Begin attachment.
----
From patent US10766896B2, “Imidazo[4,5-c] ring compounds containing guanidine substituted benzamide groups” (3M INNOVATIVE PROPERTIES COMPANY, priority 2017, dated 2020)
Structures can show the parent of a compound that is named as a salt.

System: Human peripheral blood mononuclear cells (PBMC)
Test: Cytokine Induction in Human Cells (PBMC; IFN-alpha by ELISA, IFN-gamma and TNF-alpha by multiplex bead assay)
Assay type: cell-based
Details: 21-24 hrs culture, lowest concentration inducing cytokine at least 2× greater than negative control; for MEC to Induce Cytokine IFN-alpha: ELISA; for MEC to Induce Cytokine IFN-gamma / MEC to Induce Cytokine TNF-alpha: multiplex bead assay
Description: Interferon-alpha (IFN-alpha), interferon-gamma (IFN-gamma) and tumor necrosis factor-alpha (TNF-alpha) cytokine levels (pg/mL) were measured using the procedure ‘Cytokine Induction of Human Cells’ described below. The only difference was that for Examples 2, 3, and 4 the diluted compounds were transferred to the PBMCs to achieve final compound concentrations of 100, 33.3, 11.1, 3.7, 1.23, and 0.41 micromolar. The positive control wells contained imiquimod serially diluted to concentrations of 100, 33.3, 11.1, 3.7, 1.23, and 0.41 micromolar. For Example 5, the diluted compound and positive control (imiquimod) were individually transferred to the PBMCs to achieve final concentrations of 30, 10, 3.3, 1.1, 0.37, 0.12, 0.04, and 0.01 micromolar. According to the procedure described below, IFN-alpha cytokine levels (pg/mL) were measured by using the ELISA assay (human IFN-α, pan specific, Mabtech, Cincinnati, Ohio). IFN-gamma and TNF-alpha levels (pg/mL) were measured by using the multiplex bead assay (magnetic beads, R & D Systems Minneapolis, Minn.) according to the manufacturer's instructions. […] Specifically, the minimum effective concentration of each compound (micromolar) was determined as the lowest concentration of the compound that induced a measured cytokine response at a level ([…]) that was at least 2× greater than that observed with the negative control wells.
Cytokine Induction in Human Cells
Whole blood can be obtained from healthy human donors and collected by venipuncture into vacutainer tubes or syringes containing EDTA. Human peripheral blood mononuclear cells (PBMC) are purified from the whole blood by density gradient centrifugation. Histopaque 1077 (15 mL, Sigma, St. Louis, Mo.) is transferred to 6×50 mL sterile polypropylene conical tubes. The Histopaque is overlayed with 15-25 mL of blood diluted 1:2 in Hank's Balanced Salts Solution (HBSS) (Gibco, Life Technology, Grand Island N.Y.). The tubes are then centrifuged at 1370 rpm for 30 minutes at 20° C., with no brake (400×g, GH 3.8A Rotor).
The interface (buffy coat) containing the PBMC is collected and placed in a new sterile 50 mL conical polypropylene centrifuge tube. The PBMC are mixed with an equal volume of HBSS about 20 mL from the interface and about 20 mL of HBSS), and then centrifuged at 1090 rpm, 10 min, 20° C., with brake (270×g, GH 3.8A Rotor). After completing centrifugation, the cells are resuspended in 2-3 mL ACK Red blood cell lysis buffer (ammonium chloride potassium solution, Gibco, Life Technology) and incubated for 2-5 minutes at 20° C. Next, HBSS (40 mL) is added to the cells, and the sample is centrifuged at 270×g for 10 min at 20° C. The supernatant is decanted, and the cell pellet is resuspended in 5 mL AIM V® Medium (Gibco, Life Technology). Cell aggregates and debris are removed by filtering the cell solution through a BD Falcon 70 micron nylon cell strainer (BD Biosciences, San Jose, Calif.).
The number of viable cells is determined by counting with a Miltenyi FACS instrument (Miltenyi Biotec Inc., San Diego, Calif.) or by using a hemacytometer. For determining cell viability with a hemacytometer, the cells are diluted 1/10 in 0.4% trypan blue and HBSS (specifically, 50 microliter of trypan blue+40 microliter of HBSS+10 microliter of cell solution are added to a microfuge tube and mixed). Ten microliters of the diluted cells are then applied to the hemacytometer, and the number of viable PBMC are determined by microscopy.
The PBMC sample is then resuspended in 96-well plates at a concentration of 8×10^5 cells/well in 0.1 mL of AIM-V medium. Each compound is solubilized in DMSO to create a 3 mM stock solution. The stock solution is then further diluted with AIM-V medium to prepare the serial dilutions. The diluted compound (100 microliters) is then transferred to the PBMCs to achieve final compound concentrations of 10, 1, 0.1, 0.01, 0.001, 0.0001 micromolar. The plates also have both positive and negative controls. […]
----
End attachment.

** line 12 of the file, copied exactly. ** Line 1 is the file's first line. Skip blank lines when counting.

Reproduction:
The PBMC sample is then resuspended in 96-well plates at a concentration of 8×10^5 cells/well in 0.1 mL of AIM-V medium. Each compound is solubilized in DMSO to create a 3 mM stock solution. The stock solution is then further diluted with AIM-V medium to prepare the serial dilutions. The diluted compound (100 microliters) is then transferred to the PBMCs to achieve final compound concentrations of 10, 1, 0.1, 0.01, 0.001, 0.0001 micromolar. The plates also have both positive and negative controls. […]